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Defense & Security

The Red Sea crisis is a new blow to global supply chains.

Map of the Red Sea, with the location encircled

Image Source : Shutterstock

by Salvador Sánchez Tapia

First Published in: Feb.08,2024

Feb.23, 2024

In March 2021, the container ship Ever Given ran aground in the Suez Canal. The six days the canal remained closed raised a wave of concern worldwide as it blocked passage through this strategic route, which handles 30% of the world's container traffic. The incident caused serious delays in global supply chains, with its effects still being felt months after the crisis. The concern over the Ever Given case now pales in comparison to that provoked by attacks from the Houthi rebels, a Yemeni insurgent group, in the vicinity of the Bab el-Mandeb Strait, at the entrance of the Red Sea, on the route from European markets through the Suez Canal. In early November 2023, this rebel group began bombarding Israeli and American targets in support of the Palestinian group Hamas. Their attacks, which have extended to commercial traffic venturing through the area, aim to provoke a collapse that forces Israel to halt its offensive in Gaza.

Cost overruns and longer distances

The impact of this situation on the global economy is not easily quantifiable, but initially, it has led to higher insurance costs for those who continue to use this route. Also, there are additional costs for shipping companies that, to avoid the area, have decided to divert traffic towards the route around the Cape of Good Hope. At 9,000 kilometers and 14 days longer, this route is currently safer than the Suez Canal. Furthermore, it can be expected that sustained tension in this area will eventually lead to an increase in energy prices. Approximately 12% of the world's traded oil passes through the Suez, first passing through the Bab el-Mandeb Strait. All of this adds to the extra costs generated by delays resulting from circumnavigating Africa and the possibility of imbalances between supply and demand for inputs. All these factors create a scenario that, if sustained, will likely translate into an increase in consumer prices and a resurgence of inflation. This situation directly affects Europe, but also countries like China or India, not to mention the very negative effect it has on the economy of Egypt, the country that controls the Suez Canal.

Difficulties and Risks

This is not the only maritime passage facing difficulties. In Panama, the decrease in the depth of the canal, as a result of a prolonged drought, prevents the passage of heavier vessels, which must seek alternatives, often more expensive. Furthermore, it cannot be ruled out that, due to their location in areas of great geostrategic importance, the Strait of Hormuz (Persian Gulf) or the Strait of Malacca (Southeast Asia) may also become sources of instability, crucial points for international maritime transport. If instability persists, the search for alternative routes becomes an evident necessity. In fact, it is already underway. Besides the one around Africa, other routes to connect Asia and Europe could be explored: the Arctic route, limited by environmental and geopolitical reasons, could contribute, albeit probably modestly, to alleviating the situation. Others that combine land and sea segments could also do so. However, this latter option is complicated by the topography and the difficulty of finding routes that bypass conflict-ridden areas or do not give China the key to access them.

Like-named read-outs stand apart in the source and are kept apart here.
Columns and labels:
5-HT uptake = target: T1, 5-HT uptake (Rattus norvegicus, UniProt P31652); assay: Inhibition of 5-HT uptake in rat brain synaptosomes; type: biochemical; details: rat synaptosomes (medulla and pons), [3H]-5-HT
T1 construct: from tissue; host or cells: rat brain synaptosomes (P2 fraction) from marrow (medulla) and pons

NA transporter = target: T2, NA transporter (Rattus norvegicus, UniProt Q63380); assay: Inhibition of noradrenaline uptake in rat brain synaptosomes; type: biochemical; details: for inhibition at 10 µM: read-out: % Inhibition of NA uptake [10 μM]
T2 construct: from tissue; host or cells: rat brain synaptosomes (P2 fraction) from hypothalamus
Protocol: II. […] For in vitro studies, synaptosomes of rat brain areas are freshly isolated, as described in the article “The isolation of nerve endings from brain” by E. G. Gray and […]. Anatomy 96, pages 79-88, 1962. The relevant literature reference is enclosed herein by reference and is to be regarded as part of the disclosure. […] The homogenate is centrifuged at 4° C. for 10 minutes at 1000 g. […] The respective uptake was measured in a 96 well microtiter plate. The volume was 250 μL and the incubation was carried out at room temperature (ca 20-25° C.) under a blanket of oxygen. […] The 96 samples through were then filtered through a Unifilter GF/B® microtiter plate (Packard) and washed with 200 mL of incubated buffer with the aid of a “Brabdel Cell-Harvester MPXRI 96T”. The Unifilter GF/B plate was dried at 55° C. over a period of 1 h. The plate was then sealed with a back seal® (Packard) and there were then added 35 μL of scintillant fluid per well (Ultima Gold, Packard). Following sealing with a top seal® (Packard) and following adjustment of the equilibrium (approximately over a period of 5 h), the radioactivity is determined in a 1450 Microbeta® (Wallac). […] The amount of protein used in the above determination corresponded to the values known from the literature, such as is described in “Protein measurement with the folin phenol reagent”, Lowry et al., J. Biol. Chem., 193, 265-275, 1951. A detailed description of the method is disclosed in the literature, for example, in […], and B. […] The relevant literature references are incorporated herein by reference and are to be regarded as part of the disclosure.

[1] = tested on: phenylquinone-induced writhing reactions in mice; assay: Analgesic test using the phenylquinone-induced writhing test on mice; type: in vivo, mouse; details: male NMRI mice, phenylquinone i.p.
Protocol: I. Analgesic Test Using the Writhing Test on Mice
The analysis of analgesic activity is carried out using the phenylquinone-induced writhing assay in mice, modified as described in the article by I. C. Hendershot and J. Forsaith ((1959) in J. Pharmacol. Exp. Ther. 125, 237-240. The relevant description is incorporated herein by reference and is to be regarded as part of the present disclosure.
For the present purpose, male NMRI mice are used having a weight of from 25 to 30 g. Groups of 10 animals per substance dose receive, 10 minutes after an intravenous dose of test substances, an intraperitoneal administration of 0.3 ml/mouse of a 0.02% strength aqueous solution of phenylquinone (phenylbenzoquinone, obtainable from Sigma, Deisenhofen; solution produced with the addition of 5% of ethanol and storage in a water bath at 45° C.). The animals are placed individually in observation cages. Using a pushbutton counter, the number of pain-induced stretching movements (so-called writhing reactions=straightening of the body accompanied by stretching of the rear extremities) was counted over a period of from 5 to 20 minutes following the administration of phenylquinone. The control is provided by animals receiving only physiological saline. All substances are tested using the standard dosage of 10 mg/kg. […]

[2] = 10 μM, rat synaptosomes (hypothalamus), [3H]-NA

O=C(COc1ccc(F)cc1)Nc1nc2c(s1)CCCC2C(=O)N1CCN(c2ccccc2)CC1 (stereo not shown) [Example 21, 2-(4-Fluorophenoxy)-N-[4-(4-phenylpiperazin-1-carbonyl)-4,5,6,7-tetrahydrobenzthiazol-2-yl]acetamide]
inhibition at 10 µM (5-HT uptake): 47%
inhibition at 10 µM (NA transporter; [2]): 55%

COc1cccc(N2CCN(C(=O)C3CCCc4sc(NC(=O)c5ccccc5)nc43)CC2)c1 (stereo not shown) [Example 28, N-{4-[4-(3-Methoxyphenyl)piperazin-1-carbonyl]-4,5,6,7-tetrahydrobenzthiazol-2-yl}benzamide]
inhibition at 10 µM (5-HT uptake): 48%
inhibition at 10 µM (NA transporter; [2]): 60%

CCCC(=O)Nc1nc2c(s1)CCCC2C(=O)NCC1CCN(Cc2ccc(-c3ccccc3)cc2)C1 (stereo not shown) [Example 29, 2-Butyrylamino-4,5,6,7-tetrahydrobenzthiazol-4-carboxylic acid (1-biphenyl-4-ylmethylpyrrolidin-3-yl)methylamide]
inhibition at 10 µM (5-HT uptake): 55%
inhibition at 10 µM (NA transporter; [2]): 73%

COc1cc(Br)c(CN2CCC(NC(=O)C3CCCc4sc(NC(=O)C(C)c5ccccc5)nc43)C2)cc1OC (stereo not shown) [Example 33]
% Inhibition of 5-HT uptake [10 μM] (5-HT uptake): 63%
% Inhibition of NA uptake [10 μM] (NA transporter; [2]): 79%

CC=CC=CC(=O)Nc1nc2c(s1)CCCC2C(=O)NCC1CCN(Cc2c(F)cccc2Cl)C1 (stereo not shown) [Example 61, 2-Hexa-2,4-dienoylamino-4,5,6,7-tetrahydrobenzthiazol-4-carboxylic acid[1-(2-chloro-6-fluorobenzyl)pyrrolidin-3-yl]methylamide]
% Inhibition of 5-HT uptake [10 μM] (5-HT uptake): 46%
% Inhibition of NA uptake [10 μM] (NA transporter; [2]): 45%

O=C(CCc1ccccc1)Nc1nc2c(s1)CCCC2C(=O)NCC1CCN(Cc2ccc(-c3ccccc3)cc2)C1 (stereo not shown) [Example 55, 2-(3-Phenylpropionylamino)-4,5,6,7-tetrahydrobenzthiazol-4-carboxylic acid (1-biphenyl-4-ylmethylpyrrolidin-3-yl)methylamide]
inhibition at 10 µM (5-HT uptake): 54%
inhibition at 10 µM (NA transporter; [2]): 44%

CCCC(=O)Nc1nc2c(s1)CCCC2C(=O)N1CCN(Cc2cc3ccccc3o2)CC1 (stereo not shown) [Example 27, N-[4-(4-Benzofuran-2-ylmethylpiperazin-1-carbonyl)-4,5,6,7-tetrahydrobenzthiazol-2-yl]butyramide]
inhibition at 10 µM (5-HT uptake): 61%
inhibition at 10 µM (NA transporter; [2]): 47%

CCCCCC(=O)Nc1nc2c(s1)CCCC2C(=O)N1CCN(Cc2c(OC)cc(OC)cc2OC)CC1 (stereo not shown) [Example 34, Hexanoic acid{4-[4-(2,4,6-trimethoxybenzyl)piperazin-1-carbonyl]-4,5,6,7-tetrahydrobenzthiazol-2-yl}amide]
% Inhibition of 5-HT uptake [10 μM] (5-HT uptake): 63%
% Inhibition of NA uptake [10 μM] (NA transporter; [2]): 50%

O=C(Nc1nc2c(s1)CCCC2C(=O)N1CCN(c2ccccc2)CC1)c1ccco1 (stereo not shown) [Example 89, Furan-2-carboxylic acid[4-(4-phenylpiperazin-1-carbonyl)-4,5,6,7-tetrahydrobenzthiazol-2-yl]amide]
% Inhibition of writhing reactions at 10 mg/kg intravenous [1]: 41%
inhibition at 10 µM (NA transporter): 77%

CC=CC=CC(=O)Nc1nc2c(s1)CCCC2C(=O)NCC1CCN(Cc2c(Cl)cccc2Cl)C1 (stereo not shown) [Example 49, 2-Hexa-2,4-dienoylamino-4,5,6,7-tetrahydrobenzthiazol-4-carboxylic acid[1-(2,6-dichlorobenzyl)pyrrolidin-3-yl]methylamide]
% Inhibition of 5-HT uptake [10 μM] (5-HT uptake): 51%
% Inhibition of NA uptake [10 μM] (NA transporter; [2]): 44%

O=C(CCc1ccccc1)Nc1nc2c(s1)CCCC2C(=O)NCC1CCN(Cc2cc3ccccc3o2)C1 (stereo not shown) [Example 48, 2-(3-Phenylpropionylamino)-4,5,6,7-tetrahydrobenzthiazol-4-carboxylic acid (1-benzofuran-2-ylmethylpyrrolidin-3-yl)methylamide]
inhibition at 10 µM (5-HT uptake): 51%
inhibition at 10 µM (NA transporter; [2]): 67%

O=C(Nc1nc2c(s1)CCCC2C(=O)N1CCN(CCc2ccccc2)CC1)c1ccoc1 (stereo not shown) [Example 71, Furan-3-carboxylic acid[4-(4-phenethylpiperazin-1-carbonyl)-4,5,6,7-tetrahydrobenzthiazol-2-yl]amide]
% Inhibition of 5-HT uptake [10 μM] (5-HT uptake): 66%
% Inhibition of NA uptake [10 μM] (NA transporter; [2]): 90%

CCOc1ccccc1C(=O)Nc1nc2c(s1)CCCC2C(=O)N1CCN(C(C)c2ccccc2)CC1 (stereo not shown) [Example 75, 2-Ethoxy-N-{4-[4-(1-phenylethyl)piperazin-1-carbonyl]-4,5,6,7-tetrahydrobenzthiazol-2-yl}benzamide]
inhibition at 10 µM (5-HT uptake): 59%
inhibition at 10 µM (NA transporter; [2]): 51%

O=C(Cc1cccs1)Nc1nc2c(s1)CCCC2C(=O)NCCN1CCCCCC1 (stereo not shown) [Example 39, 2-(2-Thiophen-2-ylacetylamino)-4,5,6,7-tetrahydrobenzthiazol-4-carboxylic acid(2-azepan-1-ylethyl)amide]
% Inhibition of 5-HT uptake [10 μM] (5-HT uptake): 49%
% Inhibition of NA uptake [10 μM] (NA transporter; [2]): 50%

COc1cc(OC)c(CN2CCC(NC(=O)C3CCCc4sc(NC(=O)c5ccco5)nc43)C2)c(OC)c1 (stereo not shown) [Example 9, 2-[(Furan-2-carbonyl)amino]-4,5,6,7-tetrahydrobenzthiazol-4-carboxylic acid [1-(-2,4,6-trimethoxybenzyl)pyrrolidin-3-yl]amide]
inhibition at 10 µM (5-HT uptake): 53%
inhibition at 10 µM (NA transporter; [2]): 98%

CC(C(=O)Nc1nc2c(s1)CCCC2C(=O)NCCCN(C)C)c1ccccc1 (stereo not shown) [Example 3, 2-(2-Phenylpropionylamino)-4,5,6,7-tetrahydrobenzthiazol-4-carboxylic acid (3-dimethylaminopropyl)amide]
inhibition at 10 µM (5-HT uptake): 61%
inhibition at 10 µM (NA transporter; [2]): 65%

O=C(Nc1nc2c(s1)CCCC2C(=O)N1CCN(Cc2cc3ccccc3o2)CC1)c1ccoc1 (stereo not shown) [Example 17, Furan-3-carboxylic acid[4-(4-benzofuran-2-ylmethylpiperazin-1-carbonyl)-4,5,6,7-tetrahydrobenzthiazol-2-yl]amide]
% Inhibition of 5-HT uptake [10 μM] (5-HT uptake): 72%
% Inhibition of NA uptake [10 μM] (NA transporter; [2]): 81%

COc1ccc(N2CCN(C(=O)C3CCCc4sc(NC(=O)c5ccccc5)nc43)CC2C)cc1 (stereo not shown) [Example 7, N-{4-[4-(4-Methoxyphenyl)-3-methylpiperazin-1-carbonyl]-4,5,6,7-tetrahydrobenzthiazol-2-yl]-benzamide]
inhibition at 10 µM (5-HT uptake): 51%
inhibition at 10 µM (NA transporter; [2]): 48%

Vulnerable Supply Chains

Given the difficulties global supply chains have faced in less than five years (the COVID-19 lockdowns, the war in Ukraine, and now the attacks at the entrance of the Red Sea), it is pertinent to consider how to mitigate their vulnerability, whether it is advisable to redesign them, and even if free and globalized trade remains viable as it is known today. Issues such as redundancy in supply chains and diversification of suppliers and markets allow for the creation of resilient systems that ensure the flow of resources. Reconsidering the balance between just-in-time logistics and accumulation logistics to achieve greater autonomy would help cushion the effects of an interruption like the one currently experienced in the Red Sea. The other question is how to create an environment that restores freedom of navigation through the Suez Canal. The United States launched the "Guardian of Prosperity" operation, which has not been supported by all countries trading through the canal and has also raised suspicions among those who see it as an undesirable alignment with Israel or as a safe path to the regional extension of the war in Gaza. Finding a solution that does not involve increased costs at all levels of global supply chains will be difficult. Rather, the goal is to calculate whether this increase compensates for what could be lost if the current situation, increasingly subject to the instability of the international system, is maintained.

First published in :

The Conversation


Salvador Sánchez Tapia

Professor of Conflict Analysis and International Security, University of Navarra, Spain 

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